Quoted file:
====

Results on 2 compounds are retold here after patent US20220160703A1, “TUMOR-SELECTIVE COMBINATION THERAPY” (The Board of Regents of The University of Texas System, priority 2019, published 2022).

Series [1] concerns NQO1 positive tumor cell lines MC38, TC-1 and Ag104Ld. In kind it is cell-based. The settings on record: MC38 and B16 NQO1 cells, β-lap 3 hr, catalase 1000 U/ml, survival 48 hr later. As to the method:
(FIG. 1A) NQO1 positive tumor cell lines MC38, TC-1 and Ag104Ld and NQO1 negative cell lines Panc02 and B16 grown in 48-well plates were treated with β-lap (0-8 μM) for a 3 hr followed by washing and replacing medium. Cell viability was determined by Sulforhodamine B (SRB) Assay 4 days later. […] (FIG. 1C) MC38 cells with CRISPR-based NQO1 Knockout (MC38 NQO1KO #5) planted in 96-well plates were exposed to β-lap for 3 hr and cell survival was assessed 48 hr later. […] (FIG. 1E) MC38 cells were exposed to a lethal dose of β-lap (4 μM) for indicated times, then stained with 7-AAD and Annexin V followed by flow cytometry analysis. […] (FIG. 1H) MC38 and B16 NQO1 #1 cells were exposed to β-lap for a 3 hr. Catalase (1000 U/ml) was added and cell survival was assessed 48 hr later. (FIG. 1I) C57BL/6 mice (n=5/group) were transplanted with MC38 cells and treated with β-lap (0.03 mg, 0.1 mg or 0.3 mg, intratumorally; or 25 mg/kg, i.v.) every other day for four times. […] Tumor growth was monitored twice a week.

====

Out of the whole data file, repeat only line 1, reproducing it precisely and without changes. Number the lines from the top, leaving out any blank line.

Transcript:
Results on 2 compounds are retold here after patent US20220160703A1, “TUMOR-SELECTIVE COMBINATION THERAPY” (The Board of Regents of The University of Texas System, priority 2019, published 2022).